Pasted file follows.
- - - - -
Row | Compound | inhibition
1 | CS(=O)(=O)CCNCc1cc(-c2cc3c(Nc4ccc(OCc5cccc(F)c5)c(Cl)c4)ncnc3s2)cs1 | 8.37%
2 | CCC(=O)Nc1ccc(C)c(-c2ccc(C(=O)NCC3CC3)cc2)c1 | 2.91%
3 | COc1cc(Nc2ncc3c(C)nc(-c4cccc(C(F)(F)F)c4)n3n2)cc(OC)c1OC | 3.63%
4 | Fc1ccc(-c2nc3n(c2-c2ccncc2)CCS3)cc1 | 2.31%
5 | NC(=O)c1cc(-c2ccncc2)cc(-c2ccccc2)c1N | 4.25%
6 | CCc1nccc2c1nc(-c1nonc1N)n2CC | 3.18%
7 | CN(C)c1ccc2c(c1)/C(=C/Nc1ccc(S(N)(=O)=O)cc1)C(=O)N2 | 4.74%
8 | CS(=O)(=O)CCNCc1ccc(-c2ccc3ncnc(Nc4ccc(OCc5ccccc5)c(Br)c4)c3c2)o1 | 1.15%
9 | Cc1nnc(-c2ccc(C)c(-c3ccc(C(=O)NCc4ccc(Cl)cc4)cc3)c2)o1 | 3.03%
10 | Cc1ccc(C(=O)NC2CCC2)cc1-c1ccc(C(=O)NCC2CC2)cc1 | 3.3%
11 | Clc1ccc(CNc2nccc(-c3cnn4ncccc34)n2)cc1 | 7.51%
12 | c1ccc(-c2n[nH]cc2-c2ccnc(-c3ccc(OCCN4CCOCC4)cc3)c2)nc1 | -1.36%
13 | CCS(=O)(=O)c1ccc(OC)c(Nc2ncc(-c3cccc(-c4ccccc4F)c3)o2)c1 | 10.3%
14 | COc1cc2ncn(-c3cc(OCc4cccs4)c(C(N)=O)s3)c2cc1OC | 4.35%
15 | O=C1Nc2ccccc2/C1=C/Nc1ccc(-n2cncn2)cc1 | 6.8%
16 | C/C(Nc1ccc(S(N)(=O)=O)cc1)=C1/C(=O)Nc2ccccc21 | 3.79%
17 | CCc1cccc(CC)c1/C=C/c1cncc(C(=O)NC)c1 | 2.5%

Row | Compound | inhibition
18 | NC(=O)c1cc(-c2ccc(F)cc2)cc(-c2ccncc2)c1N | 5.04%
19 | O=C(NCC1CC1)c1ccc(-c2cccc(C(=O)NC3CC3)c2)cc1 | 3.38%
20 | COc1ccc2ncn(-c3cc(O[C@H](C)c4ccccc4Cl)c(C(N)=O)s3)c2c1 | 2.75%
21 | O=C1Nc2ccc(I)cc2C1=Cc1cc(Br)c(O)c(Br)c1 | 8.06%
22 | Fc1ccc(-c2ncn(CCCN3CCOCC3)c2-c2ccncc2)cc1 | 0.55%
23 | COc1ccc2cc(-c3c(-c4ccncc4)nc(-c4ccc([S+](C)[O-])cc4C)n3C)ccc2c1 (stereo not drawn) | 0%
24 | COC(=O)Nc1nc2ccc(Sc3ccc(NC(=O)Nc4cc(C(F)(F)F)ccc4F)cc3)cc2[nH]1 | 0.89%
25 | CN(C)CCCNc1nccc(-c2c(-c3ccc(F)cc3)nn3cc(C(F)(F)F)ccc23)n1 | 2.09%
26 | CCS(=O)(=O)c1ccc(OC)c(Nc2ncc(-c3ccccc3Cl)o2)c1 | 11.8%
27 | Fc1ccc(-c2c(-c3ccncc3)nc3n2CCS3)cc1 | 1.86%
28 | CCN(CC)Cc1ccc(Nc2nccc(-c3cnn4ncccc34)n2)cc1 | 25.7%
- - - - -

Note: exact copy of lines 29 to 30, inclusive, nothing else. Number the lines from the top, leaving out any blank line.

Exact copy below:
27 | Fc1ccc(-c2c(-c3ccncc3)nc3n2CCS3)cc1 | 1.86%
28 | CCN(CC)Cc1ccc(Nc2nccc(-c3cnn4ncccc34)n2)cc1 | 25.7%